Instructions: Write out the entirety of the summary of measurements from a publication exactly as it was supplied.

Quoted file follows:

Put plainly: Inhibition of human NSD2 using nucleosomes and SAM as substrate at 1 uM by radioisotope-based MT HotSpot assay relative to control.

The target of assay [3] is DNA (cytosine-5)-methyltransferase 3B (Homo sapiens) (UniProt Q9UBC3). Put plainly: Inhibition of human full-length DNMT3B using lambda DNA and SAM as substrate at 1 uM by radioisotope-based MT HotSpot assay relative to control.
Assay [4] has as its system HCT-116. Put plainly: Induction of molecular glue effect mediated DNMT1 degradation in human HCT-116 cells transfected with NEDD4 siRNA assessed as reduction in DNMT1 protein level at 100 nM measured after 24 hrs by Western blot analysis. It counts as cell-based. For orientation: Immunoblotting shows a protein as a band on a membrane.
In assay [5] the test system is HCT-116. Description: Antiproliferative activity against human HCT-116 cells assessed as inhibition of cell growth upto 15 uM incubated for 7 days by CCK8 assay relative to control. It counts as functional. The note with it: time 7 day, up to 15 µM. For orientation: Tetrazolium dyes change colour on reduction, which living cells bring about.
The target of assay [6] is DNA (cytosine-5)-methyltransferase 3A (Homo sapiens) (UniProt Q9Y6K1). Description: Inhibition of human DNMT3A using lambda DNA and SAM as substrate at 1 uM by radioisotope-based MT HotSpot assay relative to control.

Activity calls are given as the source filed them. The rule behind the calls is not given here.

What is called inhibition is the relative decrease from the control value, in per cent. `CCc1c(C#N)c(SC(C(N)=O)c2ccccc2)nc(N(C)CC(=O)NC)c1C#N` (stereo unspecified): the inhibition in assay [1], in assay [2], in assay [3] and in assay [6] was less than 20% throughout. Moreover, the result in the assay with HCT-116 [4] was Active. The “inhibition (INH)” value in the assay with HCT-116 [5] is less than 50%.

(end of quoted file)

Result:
Put plainly: Inhibition of human NSD2 using nucleosomes and SAM as substrate at 1 uM by radioisotope-based MT HotSpot assay relative to control.

The target of assay [3] is DNA (cytosine-5)-methyltransferase 3B (Homo sapiens) (UniProt Q9UBC3). Put plainly: Inhibition of human full-length DNMT3B using lambda DNA and SAM as substrate at 1 uM by radioisotope-based MT HotSpot assay relative to control.
Assay [4] has as its system HCT-116. Put plainly: Induction of molecular glue effect mediated DNMT1 degradation in human HCT-116 cells transfected with NEDD4 siRNA assessed as reduction in DNMT1 protein level at 100 nM measured after 24 hrs by Western blot analysis. It counts as cell-based. For orientation: Immunoblotting shows a protein as a band on a membrane.
In assay [5] the test system is HCT-116. Description: Antiproliferative activity against human HCT-116 cells assessed as inhibition of cell growth upto 15 uM incubated for 7 days by CCK8 assay relative to control. It counts as functional. The note with it: time 7 day, up to 15 µM. For orientation: Tetrazolium dyes change colour on reduction, which living cells bring about.
The target of assay [6] is DNA (cytosine-5)-methyltransferase 3A (Homo sapiens) (UniProt Q9Y6K1). Description: Inhibition of human DNMT3A using lambda DNA and SAM as substrate at 1 uM by radioisotope-based MT HotSpot assay relative to control.

Activity calls are given as the source filed them. The rule behind the calls is not given here.

What is called inhibition is the relative decrease from the control value, in per cent. `CCc1c(C#N)c(SC(C(N)=O)c2ccccc2)nc(N(C)CC(=O)NC)c1C#N` (stereo unspecified): the inhibition in assay [1], in assay [2], in assay [3] and in assay [6] was less than 20% throughout. Moreover, the result in the assay with HCT-116 [4] was Active. The “inhibition (INH)” value in the assay with HCT-116 [5] is less than 50%.